How to keep that picnic from becoming a ‘sick’nic

You’ve likely heard about the five-second rule – if you drop food on the floor and pick it up within five seconds, it’s still safe to eat.

While that doesn’t sound like it has any science behind it, researchers of various stripes have taken it upon themselves to check it out over the years.

And surprisingly, it actually appears to hold water. One study done by a microbiologist in the UK involved dropping different foods — from toast to candy — on various surfaces, finding that bacteria doesn’t transfer all that quickly to food.

Hmm, I’m still not totally convinced on that one!

But here’s another food rule, and carefully following this one can help to keep you, your family, and your friends out of the ER this summer: It’s the one-hour rule. And no, it doesn’t mean that you can eat items off the floor for up to an hour!

The one-hour rule has to do with how long perishable food items packed for a picnic, the beach, your backyard grilling get-together, or even in a brown-bag for lunch can safely stay out of the fridge or cooler when the mercury is over 90 degrees.

More, however, than simply checking your watch when it comes to packing food on the go, there are some simple tips that will up the odds that everyone who enjoyed the fare you served will still be in good shape the next day!

Highway to the ‘danger zone’

You can easily sicken yourself with a foodborne illness even if the chow you’re bringing along was absolutely safe to eat when it left your kitchen.

If you check out the CDC numbers on foodborne infections, they’re quite startling: Every year, 48 million people in the U.S. get sick from something they eat, and thousands die.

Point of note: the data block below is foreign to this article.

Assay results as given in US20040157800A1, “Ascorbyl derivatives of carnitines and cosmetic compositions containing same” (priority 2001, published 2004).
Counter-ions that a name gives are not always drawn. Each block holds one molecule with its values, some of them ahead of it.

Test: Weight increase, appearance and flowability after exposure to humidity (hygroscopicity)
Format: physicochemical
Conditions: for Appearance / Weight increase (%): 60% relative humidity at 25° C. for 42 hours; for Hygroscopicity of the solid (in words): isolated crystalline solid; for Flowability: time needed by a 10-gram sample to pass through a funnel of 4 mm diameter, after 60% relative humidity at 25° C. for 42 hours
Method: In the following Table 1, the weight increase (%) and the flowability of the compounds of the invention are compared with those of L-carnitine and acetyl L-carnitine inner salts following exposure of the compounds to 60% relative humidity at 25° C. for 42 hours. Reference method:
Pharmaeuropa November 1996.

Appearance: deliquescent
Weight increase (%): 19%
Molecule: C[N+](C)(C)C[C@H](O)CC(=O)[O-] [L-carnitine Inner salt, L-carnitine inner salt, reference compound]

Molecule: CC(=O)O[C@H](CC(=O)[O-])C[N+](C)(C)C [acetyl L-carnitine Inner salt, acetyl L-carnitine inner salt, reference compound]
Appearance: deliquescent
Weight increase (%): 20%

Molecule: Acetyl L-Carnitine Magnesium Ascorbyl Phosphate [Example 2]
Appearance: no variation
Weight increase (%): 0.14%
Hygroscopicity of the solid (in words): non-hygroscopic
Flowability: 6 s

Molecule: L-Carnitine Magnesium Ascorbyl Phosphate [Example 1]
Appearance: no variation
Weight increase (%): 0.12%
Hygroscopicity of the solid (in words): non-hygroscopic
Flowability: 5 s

And now that summer is truly here, the window of opportunity for keeping food safe without refrigeration has been slashed in half.

Tests done by Ben Chapman, a food safety expert at North Carolina State University, confirmed the one-hour rule I just mentioned – even though he was quite skeptical at first.

For example, he found that Salmonella can have a party on your potato salad (multiplying by 10 times) within an hour when the outside temp hits 92 degrees. And salads with dressings, meats, and chicken aren’t the only foods that can make you sick.

Fresh fruits, veggies – basically anything and everything you can pack for a picnic — can become a breeding ground for bacteria when they’re kept in what’s called the “danger zone” between 40 and 140 degrees F.

Unless you’re planning a picnic during a snowstorm, that covers most of the year – and all of it if you live in the Sunbelt!

So, you want to keep things as cold as possible until you’re ready to eat. And depending on how much – and what — you’re bringing along, that can be done by taking these three steps:

#1: Use more than one cooler, especially if you’re toting ready-to-eat foods and raw burgers or chicken to cook on location. By mixing them together, things can easily become cross-contaminated – all it takes is a drop of liquid from raw meat to make you sick.

#2: If you’re hauling food and drinks, put the beverages in a separate cooler. Like the fridge, the more you open and close an ice chest, the quicker things will lose their cool inside.

#3: Make sure you pack enough ice or use multiple freezer packs to keep foods cold. You can make plenty of your own by freezing water in plastic bottles (just don’t fill them to the top, as liquid expands when frozen).

And if you’ll be doing any grilling, bring along a meat thermometer (yes, even for burgers!). Judging doneness by color is a really bad idea, one that is very often wrong! Burgers need to be cooked to an internal temp of at least 160 degrees F, while turkey burgers and chicken should be at least 165 degrees F to be safe to eat.

But once food is put out for the gang, remember, that’s when the clock starts ticking – with the “alarm” set to go off in an hour!

“Here’s how fast your picnic food goes bad in the heat” Beth Skwarecki” July 3, 2018, Vitals,